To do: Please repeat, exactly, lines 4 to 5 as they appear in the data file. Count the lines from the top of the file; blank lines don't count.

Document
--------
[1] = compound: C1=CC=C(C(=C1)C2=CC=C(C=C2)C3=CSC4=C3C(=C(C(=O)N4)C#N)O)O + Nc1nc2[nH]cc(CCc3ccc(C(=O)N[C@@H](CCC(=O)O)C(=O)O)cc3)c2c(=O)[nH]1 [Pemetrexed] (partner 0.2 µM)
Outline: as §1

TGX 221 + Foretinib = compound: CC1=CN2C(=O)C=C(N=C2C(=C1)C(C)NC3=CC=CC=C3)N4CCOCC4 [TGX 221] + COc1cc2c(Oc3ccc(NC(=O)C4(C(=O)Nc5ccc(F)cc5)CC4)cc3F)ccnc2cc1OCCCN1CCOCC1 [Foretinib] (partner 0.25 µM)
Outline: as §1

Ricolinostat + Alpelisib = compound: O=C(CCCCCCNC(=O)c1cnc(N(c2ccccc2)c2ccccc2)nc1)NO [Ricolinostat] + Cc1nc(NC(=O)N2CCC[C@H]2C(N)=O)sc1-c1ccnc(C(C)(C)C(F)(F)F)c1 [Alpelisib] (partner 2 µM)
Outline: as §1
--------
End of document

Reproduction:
Outline: as §1

Ricolinostat + Alpelisib = compound: O=C(CCCCCCNC(=O)c1cnc(N(c2ccccc2)c2ccccc2)nc1)NO [Ricolinostat] + Cc1nc(NC(=O)N2CCC[C@H]2C(N)=O)sc1-c1ccnc(C(C)(C)C(F)(F)F)c1 [Alpelisib] (partner 2 µM)